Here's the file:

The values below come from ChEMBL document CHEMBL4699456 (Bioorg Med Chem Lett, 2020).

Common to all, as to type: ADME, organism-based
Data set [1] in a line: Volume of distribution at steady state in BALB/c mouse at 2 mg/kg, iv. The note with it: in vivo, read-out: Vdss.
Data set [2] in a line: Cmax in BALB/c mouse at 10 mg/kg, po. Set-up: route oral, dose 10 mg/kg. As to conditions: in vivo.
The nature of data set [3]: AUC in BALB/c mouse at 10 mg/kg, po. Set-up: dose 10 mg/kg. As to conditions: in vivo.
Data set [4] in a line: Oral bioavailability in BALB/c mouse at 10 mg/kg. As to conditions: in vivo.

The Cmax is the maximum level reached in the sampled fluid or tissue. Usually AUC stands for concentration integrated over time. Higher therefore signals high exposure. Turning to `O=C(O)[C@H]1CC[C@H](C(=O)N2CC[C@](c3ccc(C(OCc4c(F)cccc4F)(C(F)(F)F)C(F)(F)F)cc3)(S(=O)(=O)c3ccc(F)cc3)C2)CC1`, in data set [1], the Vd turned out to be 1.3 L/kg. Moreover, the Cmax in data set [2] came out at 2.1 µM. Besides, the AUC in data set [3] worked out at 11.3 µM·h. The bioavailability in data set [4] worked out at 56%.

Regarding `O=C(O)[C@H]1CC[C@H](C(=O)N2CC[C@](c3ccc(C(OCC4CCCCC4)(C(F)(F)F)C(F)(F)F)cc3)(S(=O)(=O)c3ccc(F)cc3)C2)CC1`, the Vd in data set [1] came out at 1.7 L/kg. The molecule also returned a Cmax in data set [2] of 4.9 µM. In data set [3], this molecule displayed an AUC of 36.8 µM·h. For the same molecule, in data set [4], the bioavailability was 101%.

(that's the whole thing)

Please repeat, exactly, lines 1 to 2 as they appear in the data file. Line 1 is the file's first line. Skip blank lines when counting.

The values below come from ChEMBL document CHEMBL4699456 (Bioorg Med Chem Lett, 2020).

Common to all, as to type: ADME, organism-based